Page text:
BitTorrent

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# BitTorrent - PowerPoint PPT Presentation

##### BitTorrent

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##### Presentation Transcript

1. BitTorrent Nathan Marz Raylene Yung

2. BitTorrent • BitTorrent consists of two protocols • Tracker HTTP protocol (THP) • How an agent joins a swarm • How an agent learns of other agents in the swarm • Peer Wire Protocol (PWP) • How agents connect with each other (handshake) • How agents tell each other what data they have • How agents request and send data • We focused on this part of the protocol

3. Peer Wire Protocol Messages

4. Overview • PRISM is not a natural way to define distributed protocols with non-deterministic adversary • Presentation: • Overview of challenges of modeling a complicated protocol in PRISM • Techniques we used to overcome these challenges • Results

5. Generating PRISM Model • We wrote PHP Script • Always generates: • One seeder • One attacker • Takes parameters: • # Agents • # Pieces • # Blocks per Piece

6. Issues with PRISM • Problem #1: We want to model logical structures like: If received block “l” for piece “p” If all blocks downloaded for “p” if all blocks for “p” verify set status of “p” to dl/verified else clear all blocks for “p” • PRISM only allows commands of the following form: [condition] -> [probability distribution of results]

7. Issues with PRISM • Solution: Hierarchical commands Cond: a = 1 Cond: b = 1 & c=1 Cond: b=2 Cond: ELSE Result: 0.5: a’=0 + 0.5: a’=2 Result: c’=2 Result: c’=3 Result: NULL [] a=1 & b=1 & c=1 -> 0.5: (a’=0) & (c’=2) + 0.5: (a’=2) & (c’=2); [] a=1 & b=2 -> 0.5: (a’=0) & (c’=3) + 0.5: (a’=2) & (c’=3); [] a=1 & !(b=1 & c=1) & !(b=2) -> 0.5: (a’=0) + 0.5: (a’=2); ELSE <-> Conjunction of negations of siblings

8. Issues with PRISM • Problem #2: ONLY the attacker can be nondeterministic AND all agents must be able to make progress at the same time • If agents are nondeterministic: • “Attacks” PRISM finds will include attacker’s decisions and agent’s decisions • This doesn’t make sense • Attacker should only be allowed to do a certain amount of actions before letting the agents process their state/make requests/etc.

9. Issues with PRISM • Solution Part 1: • Simulation is turn based • Turn counter increments from agent 0 to agent 1 to agent 2, etc. and eventually back to agent 0 Cond: turn=0 Cond:ELSE Result: NULL Result: turn’=1 ( ... Tasks for agent 0 …)

10. Issues with PRISM • Solution Part 2: Force agent to execute tasks in sequence • Takes advantage of most tasks being self-contained and independent • Ex: If I received an “interested” message from agent “2”, set internal state of “thinks_agent_2_is_interested” to true • Ex: If I think agent “2” has a block, make a request for that block with random probability • Implemented with a “counter” variable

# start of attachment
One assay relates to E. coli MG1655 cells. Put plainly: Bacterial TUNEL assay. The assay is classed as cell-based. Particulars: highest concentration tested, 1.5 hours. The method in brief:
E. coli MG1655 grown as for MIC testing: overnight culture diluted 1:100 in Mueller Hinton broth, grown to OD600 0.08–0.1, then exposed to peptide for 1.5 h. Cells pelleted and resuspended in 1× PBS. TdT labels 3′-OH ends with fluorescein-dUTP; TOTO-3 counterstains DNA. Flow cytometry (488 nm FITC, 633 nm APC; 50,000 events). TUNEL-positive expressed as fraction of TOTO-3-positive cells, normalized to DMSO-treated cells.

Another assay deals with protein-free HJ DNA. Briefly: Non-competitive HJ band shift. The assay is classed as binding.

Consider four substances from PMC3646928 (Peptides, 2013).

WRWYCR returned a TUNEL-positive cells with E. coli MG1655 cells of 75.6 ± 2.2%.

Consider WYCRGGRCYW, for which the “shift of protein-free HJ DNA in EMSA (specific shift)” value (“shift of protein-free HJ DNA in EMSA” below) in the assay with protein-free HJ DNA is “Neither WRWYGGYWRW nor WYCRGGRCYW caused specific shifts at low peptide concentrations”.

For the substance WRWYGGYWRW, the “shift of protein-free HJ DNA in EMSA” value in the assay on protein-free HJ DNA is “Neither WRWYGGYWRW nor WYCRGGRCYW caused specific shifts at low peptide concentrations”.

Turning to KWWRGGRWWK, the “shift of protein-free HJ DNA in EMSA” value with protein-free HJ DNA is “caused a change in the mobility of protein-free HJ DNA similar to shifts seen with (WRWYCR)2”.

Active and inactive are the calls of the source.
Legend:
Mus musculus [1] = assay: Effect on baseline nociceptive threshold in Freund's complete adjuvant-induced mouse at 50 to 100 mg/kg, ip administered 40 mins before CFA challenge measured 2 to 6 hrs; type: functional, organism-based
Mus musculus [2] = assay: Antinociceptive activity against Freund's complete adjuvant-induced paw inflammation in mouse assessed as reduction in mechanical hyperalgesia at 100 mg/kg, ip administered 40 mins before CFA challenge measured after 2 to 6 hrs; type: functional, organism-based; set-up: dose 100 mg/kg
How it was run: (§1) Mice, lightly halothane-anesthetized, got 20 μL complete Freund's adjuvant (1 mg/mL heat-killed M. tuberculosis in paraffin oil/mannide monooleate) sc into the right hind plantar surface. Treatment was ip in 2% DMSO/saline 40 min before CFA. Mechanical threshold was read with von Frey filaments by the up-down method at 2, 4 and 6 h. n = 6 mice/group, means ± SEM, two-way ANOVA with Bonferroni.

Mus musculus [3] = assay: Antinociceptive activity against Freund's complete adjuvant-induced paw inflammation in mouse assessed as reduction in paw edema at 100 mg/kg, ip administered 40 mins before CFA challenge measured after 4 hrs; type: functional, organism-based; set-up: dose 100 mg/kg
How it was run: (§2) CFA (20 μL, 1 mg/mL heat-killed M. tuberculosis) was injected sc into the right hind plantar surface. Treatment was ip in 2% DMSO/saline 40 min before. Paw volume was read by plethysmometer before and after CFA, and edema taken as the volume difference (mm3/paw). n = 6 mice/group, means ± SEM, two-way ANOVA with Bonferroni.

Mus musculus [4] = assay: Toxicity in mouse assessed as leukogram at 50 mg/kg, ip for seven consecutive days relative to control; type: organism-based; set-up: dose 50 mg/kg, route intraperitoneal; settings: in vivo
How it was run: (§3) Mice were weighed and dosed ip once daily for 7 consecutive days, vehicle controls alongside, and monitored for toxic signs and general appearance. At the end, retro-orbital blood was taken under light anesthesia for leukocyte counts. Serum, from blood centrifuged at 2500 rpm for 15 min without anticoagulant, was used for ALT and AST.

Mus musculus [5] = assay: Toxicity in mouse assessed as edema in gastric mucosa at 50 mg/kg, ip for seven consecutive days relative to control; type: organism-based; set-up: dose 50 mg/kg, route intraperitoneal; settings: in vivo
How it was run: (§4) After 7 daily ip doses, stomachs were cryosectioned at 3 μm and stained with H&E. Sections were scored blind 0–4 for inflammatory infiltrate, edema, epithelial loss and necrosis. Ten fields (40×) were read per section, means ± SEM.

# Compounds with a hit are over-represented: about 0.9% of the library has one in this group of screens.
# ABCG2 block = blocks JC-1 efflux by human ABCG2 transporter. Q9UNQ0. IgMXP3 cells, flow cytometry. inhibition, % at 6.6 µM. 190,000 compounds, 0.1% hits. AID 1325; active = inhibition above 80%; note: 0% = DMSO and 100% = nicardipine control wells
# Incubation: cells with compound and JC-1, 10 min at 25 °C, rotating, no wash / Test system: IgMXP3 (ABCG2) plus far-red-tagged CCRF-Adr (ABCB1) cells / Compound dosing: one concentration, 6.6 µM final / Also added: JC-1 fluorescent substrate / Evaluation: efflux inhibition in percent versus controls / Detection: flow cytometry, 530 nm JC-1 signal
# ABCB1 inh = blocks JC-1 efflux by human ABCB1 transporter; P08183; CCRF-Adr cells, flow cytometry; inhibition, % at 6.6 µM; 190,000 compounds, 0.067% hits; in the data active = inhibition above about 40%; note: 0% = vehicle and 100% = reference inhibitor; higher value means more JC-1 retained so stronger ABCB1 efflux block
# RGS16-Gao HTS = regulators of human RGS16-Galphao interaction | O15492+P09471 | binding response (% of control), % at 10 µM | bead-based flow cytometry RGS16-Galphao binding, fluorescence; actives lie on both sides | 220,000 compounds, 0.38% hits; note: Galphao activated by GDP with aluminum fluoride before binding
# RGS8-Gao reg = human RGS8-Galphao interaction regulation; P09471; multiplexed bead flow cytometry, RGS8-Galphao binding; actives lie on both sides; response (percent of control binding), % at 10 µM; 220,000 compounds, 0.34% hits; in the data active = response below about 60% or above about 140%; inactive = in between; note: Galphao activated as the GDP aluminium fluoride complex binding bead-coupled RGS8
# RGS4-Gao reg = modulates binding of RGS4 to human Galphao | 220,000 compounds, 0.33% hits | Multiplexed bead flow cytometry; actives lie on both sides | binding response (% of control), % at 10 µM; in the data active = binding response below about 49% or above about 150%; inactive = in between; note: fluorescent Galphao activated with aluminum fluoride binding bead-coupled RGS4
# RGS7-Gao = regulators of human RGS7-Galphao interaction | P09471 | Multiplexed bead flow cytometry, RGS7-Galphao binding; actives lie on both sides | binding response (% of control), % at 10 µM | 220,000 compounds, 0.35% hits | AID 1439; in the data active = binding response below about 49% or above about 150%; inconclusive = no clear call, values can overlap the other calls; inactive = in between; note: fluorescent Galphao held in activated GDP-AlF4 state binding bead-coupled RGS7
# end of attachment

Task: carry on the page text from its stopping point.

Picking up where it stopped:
11. Issues with PRISM • Solution Part 2 Cond: turn=0 Cond:ELSE Cond: counter=0 Cond: counter=1 Cond: ELSE Cond: ELSE Result: NULL Result: turn’=1 & counter’=0 Result: counter’=1 Result: counter’=2 Result: NULL Result: NULL (Task 2) (Task 1)

12. Issues with PRISM • Problem #3: State space must be kept small or else PRISM runs out of memory • Various optimizations were made to reduce state space: • Counter variable instead of boolean flag for whether task was done during turn • Seeder doesn’t send requests and agents don’t send blocks to seeder • Maximum feasible model was (unfortunately): • 2 agents • 2 pieces • 1 blocks • 1 seeder • 1 attacker • Anything bigger causes PRISM to run out of memory

13. Sample Code

14. Sample Code

15. Results • Our feasible model is too small to simulate any realistic scenario • Key part of attacks is #blocks/piece • # agents changes how attacks would work • In realistic scenario, agents are downloading from many different peers

16. Rational Reconstruction • Handshaking protocol • Attackers can easily change agents perception of other agents (what pieces they have, what pieces they are interested in) • When something unusual happens, agents break connections • When connection reestablished they reset their perceptions

17. Rational Reconstruction • Verify message consistency • BitTorrent protocol is unclear about what to do when a message is received • Example: What happens when an agent receives a “Piece” message? • An agent should verify that they made a request for that data from the source IP address • Otherwise, it could be an attacker sending bad data • Similar verification of IP addresses should occur with other BitTorrent messages

18. DOS Opportunity in BitTorrent If an attacker can cause an agent to accept one bad block, the agent needs to re-download entire piece! There are typically 200 blocks per piece by default! Honest agent #blocks/piece is a speed/security tradeoff Good block Bad block

19. Conclusion • BitTorrent is too large and complicated to be analyzed by model checker • More feasible approach would be to define specific attacks and use simulation to estimate their efficiency • The conditions under which to accept data should be stricter than described in RFC